WASHINGTON -- The United States Congress on Wednesday passed a defense authorization bill that restricts any drawdown of American troops in South Korea.
The John S. McCain National Defense Authorization Act, which approves $716 billion for defense in fiscal year 2019, passed the Senate by a vote of 87-10 after passing through the House of Representatives last week.
The bill has now been sent to US President Donald Trump to sign into law.
The legislation notes that about 28,500 American troops are currently stationed in South Korea as a demonstration of the US commitment to the bilateral alliance.
Their "significant removal" is "a non-negotiable item as it relates to the complete, verifiable, and irreversible denuclearization" of North Korea, it says under a section describing the Sense of Senate on US military forces on the Korean Peninsula.
In a conference report accompanying the legislation, Congress also prohibits the use of the funds to reduce the troops' number below 22,000 without certification from the secretary of defense that "such a reduction is in the national security interest of the United States and will not significantly undermine the security of United States allies in the region."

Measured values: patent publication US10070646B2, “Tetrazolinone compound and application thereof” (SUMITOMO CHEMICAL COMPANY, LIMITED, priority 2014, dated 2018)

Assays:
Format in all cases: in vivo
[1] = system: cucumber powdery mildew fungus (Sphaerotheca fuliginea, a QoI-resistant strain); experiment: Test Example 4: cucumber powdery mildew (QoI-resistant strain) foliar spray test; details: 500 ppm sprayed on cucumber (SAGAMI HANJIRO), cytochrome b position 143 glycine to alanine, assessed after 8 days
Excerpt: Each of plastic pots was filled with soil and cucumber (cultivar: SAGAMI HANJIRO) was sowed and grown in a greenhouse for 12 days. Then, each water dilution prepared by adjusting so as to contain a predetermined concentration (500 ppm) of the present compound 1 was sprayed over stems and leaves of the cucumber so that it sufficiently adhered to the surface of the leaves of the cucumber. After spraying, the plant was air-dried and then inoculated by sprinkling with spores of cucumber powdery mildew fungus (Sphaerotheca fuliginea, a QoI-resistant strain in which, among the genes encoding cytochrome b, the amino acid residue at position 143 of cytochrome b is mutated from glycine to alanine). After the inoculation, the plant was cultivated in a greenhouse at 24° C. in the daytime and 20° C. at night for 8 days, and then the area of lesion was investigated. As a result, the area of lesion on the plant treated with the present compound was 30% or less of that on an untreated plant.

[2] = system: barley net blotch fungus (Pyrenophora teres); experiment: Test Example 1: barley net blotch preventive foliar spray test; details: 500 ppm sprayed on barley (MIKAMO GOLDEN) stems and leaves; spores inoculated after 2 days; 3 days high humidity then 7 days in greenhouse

The defense secretary would also be required to certify that he has "appropriately consulted with allies of the United States, including the Republic of Korea (South Korea) and Japan, regarding such a reduction."
The restriction comes as Trump has repeatedly indicated a willingness to eventually pull out American forces from South Korea. Critics say such a move would play into the hands of China and North Korea, which wish to see US troops removed from near their border. (Yonhap)